THE BBC DOCUMENTARY ON LAGOS
The recent documentary entitled 'Welcome to Lagos', aired on BBC2 in the United Kingdom (UK) on April 15, which portrayed the city as a slum, is in bad taste.
Expectedly, it has drawn the ire of Nigerians at home and abroad. Nigeria's High Commissioner to the UK, Dr. Dalhatu Tafida, also sent a protest letter to the Controller BBC2, Ms. Janice Hadlow, in Glasgow.
In the letter, the Nigerian government expressed its dismay and disappointment with the first of the three-part documentary, which it regarded as a deliberate distortion of life in Lagos. Government said that the documentary was an attempt to bring Nigeria and its hardworking people to international odium and scorn. It observed that by not airing other aspects of life in the city, the BBC demonstrated a lack of balance and fairness. The letter also criticized BBC's refusal to document the excellent performance of the incumbent governor of the state.
Also, Nigerians in Chicago, United States (U.S.), have urged the government to promote a positive image of Nigeria to change the wrong perception of the nation in foreign media. They said that the Federal Ministry of Information and Communications should embark on a more aggressive promotion of Nigeria's image abroad.
Really, this is not the first documentary on Nigeria in which the BBC specifically focused on the ugly side of life in the country. Though, the BBC has the freedom to report events in Nigeria, it needs to strike a balance in its reportage.
Slums are, by no means, a preserve of Lagos. Indeed, slum sites and ghettos are a global phenomenon found even in London and other cities in Europe and America. People scavenge dustbins in search of valuables in virtually every part of the world. Singling out Lagos for the upsetting scenes has racist undertones. Perhaps, it is another way of expressing the colonialist supremacy myth. It is a thinly-veiled indictment of Nigeria's inability to manage its affairs and environment, 50 years after independence.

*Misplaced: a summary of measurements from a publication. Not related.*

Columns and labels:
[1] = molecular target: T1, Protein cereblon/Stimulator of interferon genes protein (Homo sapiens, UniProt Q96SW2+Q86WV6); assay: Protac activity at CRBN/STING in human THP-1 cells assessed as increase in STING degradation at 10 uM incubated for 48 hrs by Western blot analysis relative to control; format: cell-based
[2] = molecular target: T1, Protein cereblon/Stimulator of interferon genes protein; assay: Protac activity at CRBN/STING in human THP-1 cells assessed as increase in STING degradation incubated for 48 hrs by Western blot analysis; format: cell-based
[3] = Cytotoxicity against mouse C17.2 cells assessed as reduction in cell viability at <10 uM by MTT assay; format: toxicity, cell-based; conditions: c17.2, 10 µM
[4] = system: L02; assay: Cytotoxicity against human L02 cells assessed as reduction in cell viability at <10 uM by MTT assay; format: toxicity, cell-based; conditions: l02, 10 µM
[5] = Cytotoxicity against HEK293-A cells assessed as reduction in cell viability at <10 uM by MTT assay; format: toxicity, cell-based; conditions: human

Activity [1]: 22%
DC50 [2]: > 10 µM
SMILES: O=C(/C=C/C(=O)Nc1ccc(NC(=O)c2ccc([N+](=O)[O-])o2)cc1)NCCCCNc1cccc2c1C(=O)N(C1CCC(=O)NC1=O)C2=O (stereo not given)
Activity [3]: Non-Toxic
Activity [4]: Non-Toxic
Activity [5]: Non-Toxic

It is not in doubt that foreign media, especially the BBC and even the CNN, have not hidden their agenda to always project the bad aspects of life in Africa and gloss over the good ones. This jaundiced practice of journalism does not reckon with fairness and objectivity, which the press must uphold in carrying out its watchdog role in the society.
This tendency to portray what is negative in Africa while ignoring the positive is malicious and ill-intended. A balanced documentary would have robustly captured the good work the Lagos State governor, Babatunde Fashola, is doing on the environment. We decry this documentary. The BBC should adopt an objective approach to reporting Africa.
Sadly, Western depiction of Africa has been archetypal, predictive and highly subjective. We cannot take this lopsided reporting and ugly representation of Africa from the Western press any longer.
Beyond the BBC broadcast, the government should view the documentary as a clarion call to duty. It should do all within its powers to correct some environmental anomalies in our urban cities. Some slum areas in Lagos and other Nigerian cities can be worked on to make them habitable. Maybe that was the intention of the BBC documentary.
The only snag is that it was overblown as the true representation of life in Lagos. Those in charge of planning in the country should embark on massive urban renewal, which Lagos State government has commenced.
We call on all foreign media to always balance their reports on Africa instead of their usual slant for what is negative. While not dictating how they should do their work, we urge the foreign media, especially the BBC, to also report the good in Africa.